Charter Communications is providing credits for customers who lost their cable service Saturday night after paying for the pay-per-view boxing match between unbeaten Floyd Mayweather Jr. and record eight-division world champion Manny Pacquiao.
Charter Cable television customers across the metro-east region fumed when they lost service Saturday night, just as a premier boxing match was set to air.
The outage was knocking out service just as viewers were tuning in for NBA basketball playoffs and a pay-per-view boxing match.
Viewers across the region — from Edwardsville to Carlyle to O’Fallon and Belleville — were reporting loss of service.
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In a statement released Monday by Charter, the cable company is “analyzing the events of (Saturday) evening and we apologize to our customers who were affected. We are giving those customers who had purchased the fight credits when they call us.”
The cable provider would not specify if credits meant refunds for customers.
Charter customers unleashed fury on social media.
One wrote on Facebook: “I ordered the fight, had a house full of people over, and they had to leave to watch it at someone else's house. I will not be paying for this fight.”
Another customer wrote: “Unacceptable. At least my Internet service is up so I can start looking at rates from other providers.”
The website downdetector.com, which tracks television service outages, was showing Charter Cable outages across the St. Louis region, as well as outages in the Carolinas.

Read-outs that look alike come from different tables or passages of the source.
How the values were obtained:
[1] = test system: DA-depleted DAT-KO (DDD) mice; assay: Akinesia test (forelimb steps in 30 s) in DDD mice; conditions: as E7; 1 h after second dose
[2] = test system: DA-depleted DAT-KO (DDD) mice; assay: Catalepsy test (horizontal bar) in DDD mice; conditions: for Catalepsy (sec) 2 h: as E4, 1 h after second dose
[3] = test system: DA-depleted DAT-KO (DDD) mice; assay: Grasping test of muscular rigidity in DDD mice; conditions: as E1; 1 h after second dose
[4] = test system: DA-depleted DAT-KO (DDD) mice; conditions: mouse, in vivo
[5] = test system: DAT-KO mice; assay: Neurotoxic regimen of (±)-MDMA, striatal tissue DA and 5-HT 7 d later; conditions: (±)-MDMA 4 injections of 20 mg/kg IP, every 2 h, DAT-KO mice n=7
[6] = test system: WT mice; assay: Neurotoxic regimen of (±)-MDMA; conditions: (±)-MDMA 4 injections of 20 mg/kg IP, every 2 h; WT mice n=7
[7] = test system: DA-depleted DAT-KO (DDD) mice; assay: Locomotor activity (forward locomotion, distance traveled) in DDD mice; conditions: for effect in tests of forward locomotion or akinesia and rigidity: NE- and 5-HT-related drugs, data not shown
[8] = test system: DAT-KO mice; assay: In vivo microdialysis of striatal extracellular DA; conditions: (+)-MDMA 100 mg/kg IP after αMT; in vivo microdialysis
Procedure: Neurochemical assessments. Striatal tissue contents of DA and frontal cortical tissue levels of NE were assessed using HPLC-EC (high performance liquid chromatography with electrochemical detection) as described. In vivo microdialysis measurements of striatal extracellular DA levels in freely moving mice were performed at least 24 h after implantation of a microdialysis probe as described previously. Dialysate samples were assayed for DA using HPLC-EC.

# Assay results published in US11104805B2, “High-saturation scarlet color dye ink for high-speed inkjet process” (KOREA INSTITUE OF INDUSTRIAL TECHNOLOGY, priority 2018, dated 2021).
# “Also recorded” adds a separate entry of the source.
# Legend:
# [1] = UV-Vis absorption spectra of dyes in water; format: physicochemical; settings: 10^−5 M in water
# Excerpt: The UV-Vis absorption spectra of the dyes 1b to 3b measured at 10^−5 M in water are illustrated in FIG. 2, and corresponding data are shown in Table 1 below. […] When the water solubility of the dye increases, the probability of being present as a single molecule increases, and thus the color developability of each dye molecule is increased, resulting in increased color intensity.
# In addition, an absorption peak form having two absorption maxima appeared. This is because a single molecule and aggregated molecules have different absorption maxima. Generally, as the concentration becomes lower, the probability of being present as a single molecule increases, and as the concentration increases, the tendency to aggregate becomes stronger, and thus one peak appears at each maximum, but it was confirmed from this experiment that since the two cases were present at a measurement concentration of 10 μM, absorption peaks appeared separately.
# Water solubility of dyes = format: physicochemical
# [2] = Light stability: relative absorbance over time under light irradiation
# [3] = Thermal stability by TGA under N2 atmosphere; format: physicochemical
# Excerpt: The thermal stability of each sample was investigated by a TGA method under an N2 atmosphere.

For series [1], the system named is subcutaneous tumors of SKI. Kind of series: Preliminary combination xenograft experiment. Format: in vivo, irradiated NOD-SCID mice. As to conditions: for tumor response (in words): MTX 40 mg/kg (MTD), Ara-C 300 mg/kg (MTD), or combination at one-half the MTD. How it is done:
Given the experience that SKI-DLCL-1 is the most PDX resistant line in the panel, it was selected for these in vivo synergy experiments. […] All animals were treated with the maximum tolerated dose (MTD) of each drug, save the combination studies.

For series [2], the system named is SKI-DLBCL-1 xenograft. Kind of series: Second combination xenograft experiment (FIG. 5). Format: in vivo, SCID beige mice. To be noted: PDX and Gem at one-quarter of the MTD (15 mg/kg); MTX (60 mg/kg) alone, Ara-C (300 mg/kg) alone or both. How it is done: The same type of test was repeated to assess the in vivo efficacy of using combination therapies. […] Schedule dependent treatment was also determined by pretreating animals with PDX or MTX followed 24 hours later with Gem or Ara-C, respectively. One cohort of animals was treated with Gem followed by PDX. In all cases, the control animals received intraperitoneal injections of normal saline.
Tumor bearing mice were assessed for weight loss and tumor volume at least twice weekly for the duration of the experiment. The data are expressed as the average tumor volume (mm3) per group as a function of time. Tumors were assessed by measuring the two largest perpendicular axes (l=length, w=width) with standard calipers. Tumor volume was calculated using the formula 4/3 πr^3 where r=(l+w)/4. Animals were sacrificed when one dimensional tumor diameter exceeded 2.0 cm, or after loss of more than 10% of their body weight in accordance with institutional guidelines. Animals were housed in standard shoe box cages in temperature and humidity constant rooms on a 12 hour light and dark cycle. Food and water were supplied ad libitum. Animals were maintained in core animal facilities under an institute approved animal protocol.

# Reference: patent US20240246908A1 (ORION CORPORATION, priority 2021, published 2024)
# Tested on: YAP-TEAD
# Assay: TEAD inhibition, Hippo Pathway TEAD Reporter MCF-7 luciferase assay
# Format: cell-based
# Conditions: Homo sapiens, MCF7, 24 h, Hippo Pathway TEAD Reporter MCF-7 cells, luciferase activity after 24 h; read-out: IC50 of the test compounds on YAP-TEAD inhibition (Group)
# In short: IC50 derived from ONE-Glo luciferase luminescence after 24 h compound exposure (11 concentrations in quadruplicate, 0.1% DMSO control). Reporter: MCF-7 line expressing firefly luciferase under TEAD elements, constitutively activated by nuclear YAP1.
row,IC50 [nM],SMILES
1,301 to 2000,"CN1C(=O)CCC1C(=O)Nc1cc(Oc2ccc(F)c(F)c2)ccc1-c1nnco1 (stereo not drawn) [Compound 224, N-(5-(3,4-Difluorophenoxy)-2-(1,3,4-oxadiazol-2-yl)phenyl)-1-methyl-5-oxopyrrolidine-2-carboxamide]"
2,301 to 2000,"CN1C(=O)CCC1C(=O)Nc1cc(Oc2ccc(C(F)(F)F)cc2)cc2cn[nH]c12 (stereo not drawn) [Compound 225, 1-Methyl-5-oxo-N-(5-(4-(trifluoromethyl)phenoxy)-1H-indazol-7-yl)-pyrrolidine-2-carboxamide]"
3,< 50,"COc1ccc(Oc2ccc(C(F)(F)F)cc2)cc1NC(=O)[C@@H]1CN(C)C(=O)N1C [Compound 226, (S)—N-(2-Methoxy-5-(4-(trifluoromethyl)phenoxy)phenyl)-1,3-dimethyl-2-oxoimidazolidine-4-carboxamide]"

The outage began about 8:30 p.m., and service was still out at 10:30 p.m. — which is when the boxing match was scheduled to start.
Service resumed in most areas about 11:15 p.m., well after the boxing match was underway.
The fee for residential customers to watch the fight was about $100.
Bars and other establishments were required to pay more. For example, an employee of Edison’s Entertainment Complex in Edwardsville said the owner had to pay “several thousand dollars” for the fight.
Other service providers, including Time Warner Cable, DirecTV and Dish Network, also were reporting some outages Saturday night.
The fight’s promoters, aware of the outages, apparently tried to stall the start of the event.
The sellout crowd was ready for the main event a half-decade in the making, and Pacquiao’s crew was in the ring, wearing formal white shirts and waving a big Filipino flag.
However, because many customers trying to order the pay-per-view telecast were having problems, organizers said they were going to slow things down before bringing Pacquiao and Mayweather to the ring.
Announcer Jim Lampley said demand for the fight was so high, cable and satellite operators needed more time to keep up to fill orders. Lampley referred to the problems as “electronic overload which is plaguing cable systems across the country.”
Calls to the Charter customer service line, (888) 438-2427, were met with a busy signal.
Customer service Twitter accounts for Dish Network and Cox Communications asked users whether they ordered standard definition or high definition feeds of the fight, indicating there may be issues with the standard definition feed. A similar account for DirecTV referred users toward a troubleshooting website.
The bout was expected to be the most popular in pay-per-view history, with an estimated 3 million households buying the fight.